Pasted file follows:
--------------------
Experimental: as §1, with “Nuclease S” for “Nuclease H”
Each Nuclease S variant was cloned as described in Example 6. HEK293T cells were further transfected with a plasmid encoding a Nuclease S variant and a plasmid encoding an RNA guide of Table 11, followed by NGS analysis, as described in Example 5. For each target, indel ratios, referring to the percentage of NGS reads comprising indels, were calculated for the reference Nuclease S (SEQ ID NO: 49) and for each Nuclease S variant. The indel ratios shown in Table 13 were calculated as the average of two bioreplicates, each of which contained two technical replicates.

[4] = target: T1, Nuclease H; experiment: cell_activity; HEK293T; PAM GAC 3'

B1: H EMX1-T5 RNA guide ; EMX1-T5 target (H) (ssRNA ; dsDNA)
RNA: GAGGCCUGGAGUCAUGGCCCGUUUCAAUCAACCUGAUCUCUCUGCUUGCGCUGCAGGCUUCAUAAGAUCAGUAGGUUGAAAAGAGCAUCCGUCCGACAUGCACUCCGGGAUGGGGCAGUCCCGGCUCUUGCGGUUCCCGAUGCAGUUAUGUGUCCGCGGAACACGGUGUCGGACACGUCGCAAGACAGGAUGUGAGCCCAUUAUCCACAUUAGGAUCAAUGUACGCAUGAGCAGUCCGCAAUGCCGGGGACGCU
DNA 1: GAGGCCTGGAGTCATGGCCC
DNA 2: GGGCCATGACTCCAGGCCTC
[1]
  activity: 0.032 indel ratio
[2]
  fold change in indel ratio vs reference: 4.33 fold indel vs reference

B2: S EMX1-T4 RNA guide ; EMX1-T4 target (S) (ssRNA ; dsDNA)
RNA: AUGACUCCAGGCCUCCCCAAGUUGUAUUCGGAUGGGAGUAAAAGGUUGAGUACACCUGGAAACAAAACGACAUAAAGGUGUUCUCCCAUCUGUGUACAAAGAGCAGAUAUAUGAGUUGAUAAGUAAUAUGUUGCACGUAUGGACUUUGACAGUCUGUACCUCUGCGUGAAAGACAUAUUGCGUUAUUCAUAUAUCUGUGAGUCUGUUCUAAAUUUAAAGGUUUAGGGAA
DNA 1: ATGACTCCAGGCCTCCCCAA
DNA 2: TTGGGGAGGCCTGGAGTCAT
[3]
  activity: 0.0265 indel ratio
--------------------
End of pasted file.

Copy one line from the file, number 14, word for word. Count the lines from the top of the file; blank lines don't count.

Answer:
DNA 1: ATGACTCCAGGCCTCCCCAA